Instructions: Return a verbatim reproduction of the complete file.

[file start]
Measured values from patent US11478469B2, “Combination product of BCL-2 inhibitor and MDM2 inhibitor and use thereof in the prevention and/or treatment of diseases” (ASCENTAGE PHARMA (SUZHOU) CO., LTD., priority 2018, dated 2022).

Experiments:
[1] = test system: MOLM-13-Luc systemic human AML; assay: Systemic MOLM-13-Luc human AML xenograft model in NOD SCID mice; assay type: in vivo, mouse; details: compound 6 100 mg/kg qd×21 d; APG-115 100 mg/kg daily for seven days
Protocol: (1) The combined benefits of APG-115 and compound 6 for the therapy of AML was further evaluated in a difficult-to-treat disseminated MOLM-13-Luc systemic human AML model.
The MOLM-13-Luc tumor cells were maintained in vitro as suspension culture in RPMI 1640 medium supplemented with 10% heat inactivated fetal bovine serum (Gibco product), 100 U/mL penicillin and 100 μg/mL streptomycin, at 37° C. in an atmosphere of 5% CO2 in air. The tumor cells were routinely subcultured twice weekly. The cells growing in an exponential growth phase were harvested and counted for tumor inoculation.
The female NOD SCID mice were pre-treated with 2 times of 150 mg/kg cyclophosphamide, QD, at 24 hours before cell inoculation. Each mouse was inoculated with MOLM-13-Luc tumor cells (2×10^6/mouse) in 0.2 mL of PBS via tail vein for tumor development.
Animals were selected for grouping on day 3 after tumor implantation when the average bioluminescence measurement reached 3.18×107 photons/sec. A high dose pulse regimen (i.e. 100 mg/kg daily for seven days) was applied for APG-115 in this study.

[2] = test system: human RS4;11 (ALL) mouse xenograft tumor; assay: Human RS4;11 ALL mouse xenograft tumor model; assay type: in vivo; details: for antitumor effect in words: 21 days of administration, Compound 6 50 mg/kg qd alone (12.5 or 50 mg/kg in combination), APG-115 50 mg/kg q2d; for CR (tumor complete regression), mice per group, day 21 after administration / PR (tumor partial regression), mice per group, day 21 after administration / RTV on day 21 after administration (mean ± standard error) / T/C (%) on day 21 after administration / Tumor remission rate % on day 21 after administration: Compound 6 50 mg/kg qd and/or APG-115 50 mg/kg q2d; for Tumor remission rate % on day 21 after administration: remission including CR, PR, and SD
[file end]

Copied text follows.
Measured values from patent US11478469B2, “Combination product of BCL-2 inhibitor and MDM2 inhibitor and use thereof in the prevention and/or treatment of diseases” (ASCENTAGE PHARMA (SUZHOU) CO., LTD., priority 2018, dated 2022).

Experiments:
[1] = test system: MOLM-13-Luc systemic human AML; assay: Systemic MOLM-13-Luc human AML xenograft model in NOD SCID mice; assay type: in vivo, mouse; details: compound 6 100 mg/kg qd×21 d; APG-115 100 mg/kg daily for seven days
Protocol: (1) The combined benefits of APG-115 and compound 6 for the therapy of AML was further evaluated in a difficult-to-treat disseminated MOLM-13-Luc systemic human AML model.
The MOLM-13-Luc tumor cells were maintained in vitro as suspension culture in RPMI 1640 medium supplemented with 10% heat inactivated fetal bovine serum (Gibco product), 100 U/mL penicillin and 100 μg/mL streptomycin, at 37° C. in an atmosphere of 5% CO2 in air. The tumor cells were routinely subcultured twice weekly. The cells growing in an exponential growth phase were harvested and counted for tumor inoculation.
The female NOD SCID mice were pre-treated with 2 times of 150 mg/kg cyclophosphamide, QD, at 24 hours before cell inoculation. Each mouse was inoculated with MOLM-13-Luc tumor cells (2×10^6/mouse) in 0.2 mL of PBS via tail vein for tumor development.
Animals were selected for grouping on day 3 after tumor implantation when the average bioluminescence measurement reached 3.18×107 photons/sec. A high dose pulse regimen (i.e. 100 mg/kg daily for seven days) was applied for APG-115 in this study.

[2] = test system: human RS4;11 (ALL) mouse xenograft tumor; assay: Human RS4;11 ALL mouse xenograft tumor model; assay type: in vivo; details: for antitumor effect in words: 21 days of administration, Compound 6 50 mg/kg qd alone (12.5 or 50 mg/kg in combination), APG-115 50 mg/kg q2d; for CR (tumor complete regression), mice per group, day 21 after administration / PR (tumor partial regression), mice per group, day 21 after administration / RTV on day 21 after administration (mean ± standard error) / T/C (%) on day 21 after administration / Tumor remission rate % on day 21 after administration: Compound 6 50 mg/kg qd and/or APG-115 50 mg/kg q2d; for Tumor remission rate % on day 21 after administration: remission including CR, PR, and SD